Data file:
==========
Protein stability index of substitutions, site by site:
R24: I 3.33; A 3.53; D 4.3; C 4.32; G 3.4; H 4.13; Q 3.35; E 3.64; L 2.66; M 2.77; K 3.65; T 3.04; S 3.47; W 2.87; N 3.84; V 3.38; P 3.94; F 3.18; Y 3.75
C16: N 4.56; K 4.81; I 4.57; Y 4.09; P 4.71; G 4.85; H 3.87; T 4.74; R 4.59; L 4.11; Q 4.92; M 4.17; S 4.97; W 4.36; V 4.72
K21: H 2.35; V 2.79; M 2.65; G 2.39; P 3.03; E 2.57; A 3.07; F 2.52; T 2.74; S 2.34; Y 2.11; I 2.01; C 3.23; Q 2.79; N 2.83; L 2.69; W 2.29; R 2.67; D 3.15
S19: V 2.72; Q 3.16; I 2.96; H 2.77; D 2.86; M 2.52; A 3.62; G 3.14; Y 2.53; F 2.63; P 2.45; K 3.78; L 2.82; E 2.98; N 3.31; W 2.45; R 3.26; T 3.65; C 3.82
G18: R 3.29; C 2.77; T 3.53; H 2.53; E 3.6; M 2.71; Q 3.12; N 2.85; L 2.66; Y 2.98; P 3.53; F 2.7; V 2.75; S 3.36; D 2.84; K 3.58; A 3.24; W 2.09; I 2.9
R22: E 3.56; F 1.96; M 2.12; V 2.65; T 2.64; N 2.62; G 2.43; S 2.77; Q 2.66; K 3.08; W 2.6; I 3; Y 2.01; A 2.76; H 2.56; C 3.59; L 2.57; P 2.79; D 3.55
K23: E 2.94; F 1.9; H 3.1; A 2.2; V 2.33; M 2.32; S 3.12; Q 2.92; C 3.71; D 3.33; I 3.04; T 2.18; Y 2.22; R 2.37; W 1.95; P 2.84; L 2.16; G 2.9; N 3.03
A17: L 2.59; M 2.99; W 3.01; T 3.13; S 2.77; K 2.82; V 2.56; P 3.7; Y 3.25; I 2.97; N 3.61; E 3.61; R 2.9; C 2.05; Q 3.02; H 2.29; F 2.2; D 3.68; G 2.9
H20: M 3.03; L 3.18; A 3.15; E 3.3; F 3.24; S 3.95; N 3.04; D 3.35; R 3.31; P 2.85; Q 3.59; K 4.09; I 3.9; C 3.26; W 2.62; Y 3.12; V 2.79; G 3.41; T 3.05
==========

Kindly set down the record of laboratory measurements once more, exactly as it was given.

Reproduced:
Protein stability index of substitutions, site by site:
R24: I 3.33; A 3.53; D 4.3; C 4.32; G 3.4; H 4.13; Q 3.35; E 3.64; L 2.66; M 2.77; K 3.65; T 3.04; S 3.47; W 2.87; N 3.84; V 3.38; P 3.94; F 3.18; Y 3.75
C16: N 4.56; K 4.81; I 4.57; Y 4.09; P 4.71; G 4.85; H 3.87; T 4.74; R 4.59; L 4.11; Q 4.92; M 4.17; S 4.97; W 4.36; V 4.72
K21: H 2.35; V 2.79; M 2.65; G 2.39; P 3.03; E 2.57; A 3.07; F 2.52; T 2.74; S 2.34; Y 2.11; I 2.01; C 3.23; Q 2.79; N 2.83; L 2.69; W 2.29; R 2.67; D 3.15
S19: V 2.72; Q 3.16; I 2.96; H 2.77; D 2.86; M 2.52; A 3.62; G 3.14; Y 2.53; F 2.63; P 2.45; K 3.78; L 2.82; E 2.98; N 3.31; W 2.45; R 3.26; T 3.65; C 3.82
G18: R 3.29; C 2.77; T 3.53; H 2.53; E 3.6; M 2.71; Q 3.12; N 2.85; L 2.66; Y 2.98; P 3.53; F 2.7; V 2.75; S 3.36; D 2.84; K 3.58; A 3.24; W 2.09; I 2.9
R22: E 3.56; F 1.96; M 2.12; V 2.65; T 2.64; N 2.62; G 2.43; S 2.77; Q 2.66; K 3.08; W 2.6; I 3; Y 2.01; A 2.76; H 2.56; C 3.59; L 2.57; P 2.79; D 3.55
K23: E 2.94; F 1.9; H 3.1; A 2.2; V 2.33; M 2.32; S 3.12; Q 2.92; C 3.71; D 3.33; I 3.04; T 2.18; Y 2.22; R 2.37; W 1.95; P 2.84; L 2.16; G 2.9; N 3.03
A17: L 2.59; M 2.99; W 3.01; T 3.13; S 2.77; K 2.82; V 2.56; P 3.7; Y 3.25; I 2.97; N 3.61; E 3.61; R 2.9; C 2.05; Q 3.02; H 2.29; F 2.2; D 3.68; G 2.9
H20: M 3.03; L 3.18; A 3.15; E 3.3; F 3.24; S 3.95; N 3.04; D 3.35; R 3.31; P 2.85; Q 3.59; K 4.09; I 3.9; C 3.26; W 2.62; Y 3.12; V 2.79; G 3.41; T 3.05